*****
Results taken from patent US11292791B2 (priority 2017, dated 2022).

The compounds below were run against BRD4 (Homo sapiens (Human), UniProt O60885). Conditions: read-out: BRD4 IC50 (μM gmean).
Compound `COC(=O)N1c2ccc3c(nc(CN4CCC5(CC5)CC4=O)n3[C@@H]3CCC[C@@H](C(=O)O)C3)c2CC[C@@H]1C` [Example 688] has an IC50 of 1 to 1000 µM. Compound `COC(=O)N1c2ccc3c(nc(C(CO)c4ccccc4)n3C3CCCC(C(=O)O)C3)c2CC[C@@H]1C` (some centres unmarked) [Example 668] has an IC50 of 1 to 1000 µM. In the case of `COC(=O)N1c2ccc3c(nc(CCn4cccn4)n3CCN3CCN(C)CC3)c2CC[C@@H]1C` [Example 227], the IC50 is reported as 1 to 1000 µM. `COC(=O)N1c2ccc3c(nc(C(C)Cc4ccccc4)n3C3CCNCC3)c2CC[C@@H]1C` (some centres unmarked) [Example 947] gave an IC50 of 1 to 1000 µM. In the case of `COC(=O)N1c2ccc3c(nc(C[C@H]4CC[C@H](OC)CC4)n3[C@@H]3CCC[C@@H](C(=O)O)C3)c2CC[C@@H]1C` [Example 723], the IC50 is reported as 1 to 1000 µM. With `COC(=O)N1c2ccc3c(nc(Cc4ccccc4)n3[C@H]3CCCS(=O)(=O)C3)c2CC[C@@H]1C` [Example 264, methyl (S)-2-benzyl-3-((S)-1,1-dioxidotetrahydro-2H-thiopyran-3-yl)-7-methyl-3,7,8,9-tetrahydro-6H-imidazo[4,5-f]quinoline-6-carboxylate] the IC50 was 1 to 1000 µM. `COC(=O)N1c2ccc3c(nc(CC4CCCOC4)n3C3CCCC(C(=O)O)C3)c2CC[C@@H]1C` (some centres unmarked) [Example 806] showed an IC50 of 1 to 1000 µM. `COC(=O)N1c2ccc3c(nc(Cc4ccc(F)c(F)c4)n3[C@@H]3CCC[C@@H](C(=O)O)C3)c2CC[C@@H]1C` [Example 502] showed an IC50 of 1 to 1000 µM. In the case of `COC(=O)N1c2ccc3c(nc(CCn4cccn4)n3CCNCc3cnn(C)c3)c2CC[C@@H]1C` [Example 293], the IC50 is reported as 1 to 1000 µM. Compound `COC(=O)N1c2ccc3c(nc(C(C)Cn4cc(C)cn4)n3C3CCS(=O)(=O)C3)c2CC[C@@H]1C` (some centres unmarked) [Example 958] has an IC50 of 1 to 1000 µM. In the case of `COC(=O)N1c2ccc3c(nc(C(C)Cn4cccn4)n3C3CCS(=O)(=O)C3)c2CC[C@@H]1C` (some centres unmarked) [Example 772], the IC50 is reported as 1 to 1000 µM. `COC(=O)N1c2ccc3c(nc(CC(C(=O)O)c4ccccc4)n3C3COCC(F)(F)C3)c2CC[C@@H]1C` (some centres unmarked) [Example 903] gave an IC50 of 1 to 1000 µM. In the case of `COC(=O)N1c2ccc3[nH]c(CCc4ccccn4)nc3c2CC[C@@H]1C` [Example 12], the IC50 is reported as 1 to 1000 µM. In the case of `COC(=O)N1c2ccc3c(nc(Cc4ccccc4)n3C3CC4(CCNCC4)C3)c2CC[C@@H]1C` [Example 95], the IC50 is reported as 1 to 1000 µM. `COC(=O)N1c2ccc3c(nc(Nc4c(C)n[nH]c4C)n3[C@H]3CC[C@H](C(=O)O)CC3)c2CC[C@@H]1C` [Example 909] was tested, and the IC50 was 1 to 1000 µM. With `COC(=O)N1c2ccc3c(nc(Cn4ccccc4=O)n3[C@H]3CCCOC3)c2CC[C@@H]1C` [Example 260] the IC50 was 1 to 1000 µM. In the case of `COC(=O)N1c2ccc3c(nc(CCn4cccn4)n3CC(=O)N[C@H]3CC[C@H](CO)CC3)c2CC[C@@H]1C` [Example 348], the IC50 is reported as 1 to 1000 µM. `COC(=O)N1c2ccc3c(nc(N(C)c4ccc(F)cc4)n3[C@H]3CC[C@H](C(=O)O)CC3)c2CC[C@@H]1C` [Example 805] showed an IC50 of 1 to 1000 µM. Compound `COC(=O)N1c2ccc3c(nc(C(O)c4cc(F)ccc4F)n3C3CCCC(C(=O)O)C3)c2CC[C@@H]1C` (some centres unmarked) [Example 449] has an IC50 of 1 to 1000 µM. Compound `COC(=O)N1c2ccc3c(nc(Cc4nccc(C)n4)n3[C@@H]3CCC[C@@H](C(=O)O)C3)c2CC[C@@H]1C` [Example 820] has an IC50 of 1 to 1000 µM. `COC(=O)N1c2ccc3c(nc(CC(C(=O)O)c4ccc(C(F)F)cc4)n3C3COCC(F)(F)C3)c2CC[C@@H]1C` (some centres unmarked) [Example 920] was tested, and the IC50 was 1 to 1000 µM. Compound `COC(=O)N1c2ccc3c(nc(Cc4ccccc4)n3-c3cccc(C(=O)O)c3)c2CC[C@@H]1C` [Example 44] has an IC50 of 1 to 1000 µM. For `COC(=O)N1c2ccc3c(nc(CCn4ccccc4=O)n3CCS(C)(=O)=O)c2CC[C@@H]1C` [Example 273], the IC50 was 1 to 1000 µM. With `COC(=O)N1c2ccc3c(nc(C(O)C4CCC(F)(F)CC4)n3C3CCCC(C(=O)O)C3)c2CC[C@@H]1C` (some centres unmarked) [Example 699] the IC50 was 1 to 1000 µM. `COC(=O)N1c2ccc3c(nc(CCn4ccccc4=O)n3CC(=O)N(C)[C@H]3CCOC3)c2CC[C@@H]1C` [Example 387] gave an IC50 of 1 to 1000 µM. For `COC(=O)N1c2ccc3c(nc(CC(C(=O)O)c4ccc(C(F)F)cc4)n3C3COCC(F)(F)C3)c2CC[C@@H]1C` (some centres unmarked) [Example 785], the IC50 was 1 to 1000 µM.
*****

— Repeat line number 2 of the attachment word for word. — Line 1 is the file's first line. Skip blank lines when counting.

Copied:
The compounds below were run against BRD4 (Homo sapiens (Human), UniProt O60885). Conditions: read-out: BRD4 IC50 (μM gmean).